Recent research from Mintel reveals that taste is the leading reason that U.S. consumers opt for plant-based proteins. In fact, the data shows that more than half (52%) of people in America choose plants over animal protein for taste purposes.
This reason outranks other factors, including the environment (13%), animal protection (11%) and concerns over diet (10%).
Another large contributing factor was health, with 39% of respondents choosing plant-based proteins for this reason. “Many plant-based protein consumers are motivated by maintaining or improving their health and well-being”, FoodBev Media reported.
Participants recognized a desire to avoid processed foods (39%), manage weight (31%) or promote muscle growth (16%) as notable reasons for sticking to plant-based alternatives.
Similarly, almost half (46%) of Americans “agree that plant-based proteins are better for you than animal-based options”. Additionally, three-quarters (76%) stated that plant-based foods are healthy.
“Despite the fact that health attributes, particularly free-from, factor strongly in consumer decisions when purchasing plant-based proteins, at the end of the day, taste is the driving force behind purchase and eating decisions,” Senior food and drink analyst at Mintel, Billy Roberts, said.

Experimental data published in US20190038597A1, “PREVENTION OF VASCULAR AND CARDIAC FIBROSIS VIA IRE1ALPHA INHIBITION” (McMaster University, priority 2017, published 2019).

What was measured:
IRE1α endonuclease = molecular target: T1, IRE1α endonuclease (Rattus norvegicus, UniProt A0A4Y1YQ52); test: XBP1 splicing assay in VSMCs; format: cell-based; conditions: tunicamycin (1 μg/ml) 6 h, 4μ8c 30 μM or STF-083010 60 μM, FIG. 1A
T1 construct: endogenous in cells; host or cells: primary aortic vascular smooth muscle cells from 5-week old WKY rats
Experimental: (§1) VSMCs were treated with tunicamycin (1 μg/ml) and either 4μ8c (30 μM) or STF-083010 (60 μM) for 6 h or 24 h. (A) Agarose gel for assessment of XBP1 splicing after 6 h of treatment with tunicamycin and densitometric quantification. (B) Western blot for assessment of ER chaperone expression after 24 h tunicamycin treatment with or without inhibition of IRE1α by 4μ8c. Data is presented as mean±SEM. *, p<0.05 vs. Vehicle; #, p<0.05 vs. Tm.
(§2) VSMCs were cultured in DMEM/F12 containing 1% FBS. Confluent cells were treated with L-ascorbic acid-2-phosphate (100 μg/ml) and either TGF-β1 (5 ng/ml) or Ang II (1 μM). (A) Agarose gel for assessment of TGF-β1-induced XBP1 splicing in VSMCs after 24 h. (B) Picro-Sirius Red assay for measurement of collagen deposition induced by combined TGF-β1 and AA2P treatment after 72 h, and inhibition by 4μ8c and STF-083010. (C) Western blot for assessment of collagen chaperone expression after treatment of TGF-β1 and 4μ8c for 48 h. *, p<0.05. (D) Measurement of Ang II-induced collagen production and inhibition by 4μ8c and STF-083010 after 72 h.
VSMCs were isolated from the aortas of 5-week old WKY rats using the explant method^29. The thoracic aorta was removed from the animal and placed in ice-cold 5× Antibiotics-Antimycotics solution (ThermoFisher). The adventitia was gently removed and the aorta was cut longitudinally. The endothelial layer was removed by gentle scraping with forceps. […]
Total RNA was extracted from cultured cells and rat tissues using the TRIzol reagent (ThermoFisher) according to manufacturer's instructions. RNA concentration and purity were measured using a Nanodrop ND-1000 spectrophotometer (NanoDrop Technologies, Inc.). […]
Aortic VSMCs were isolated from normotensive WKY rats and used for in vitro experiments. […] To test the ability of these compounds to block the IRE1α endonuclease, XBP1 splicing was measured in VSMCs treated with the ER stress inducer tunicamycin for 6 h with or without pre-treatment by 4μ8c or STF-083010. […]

Roberts added that “increased consumption” of vegan products was expected as a result of the findings.
“[Vegan] meat has come a long way in terms of both innovation and consumer acceptance, with meatless, ‘bleeding’ burgers and lab-grown chicken found on menus and in grocery store aisles across the country.”
The global demand for vegan food has driven the plant-based protein market to an impressive $1 billion value. More consumers than ever are ditching animal products in favor of their plant-based counterparts. The number of people cutting meat has doubled in some countries, with a “record number” of consumers now following plant-based diets.
In fact, recent data have shown that more than half of Americans are choosing vegan protein sources rather than animal protein.
These figures appear to be shaping the future of the food we consume. Recently, a non-vegan company named plant-alternatives “the future of milk”. Even meat publications have admitted that vegan protein has a “bright future”.
Another recent study found that eating more vegan protein could lead to a reduced risk of heart disease. In contrast, the consumption of meat has been increasingly linked to health issues and an increased prevalence of disease.